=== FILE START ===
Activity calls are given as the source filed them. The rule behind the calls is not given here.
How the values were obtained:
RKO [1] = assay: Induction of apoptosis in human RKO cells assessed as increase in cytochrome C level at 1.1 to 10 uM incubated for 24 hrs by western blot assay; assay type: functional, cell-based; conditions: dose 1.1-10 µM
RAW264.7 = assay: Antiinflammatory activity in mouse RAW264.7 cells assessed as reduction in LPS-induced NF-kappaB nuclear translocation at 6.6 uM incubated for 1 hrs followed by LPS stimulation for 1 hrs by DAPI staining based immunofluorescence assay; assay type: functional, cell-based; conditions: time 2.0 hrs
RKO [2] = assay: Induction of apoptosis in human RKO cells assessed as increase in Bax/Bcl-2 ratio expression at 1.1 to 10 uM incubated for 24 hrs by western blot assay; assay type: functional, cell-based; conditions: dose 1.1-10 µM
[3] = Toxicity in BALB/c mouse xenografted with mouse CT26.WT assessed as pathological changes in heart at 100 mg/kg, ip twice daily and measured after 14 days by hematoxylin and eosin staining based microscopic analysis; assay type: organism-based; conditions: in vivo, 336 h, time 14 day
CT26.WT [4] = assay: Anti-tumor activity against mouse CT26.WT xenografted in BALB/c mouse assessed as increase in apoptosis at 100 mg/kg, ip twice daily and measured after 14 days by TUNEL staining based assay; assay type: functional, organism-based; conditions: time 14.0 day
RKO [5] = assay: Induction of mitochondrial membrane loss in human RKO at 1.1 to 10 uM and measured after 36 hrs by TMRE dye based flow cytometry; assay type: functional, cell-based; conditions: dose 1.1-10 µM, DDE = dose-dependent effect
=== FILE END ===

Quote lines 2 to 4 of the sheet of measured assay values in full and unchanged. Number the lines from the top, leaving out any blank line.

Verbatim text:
How the values were obtained:
RKO [1] = assay: Induction of apoptosis in human RKO cells assessed as increase in cytochrome C level at 1.1 to 10 uM incubated for 24 hrs by western blot assay; assay type: functional, cell-based; conditions: dose 1.1-10 µM
RAW264.7 = assay: Antiinflammatory activity in mouse RAW264.7 cells assessed as reduction in LPS-induced NF-kappaB nuclear translocation at 6.6 uM incubated for 1 hrs followed by LPS stimulation for 1 hrs by DAPI staining based immunofluorescence assay; assay type: functional, cell-based; conditions: time 2.0 hrs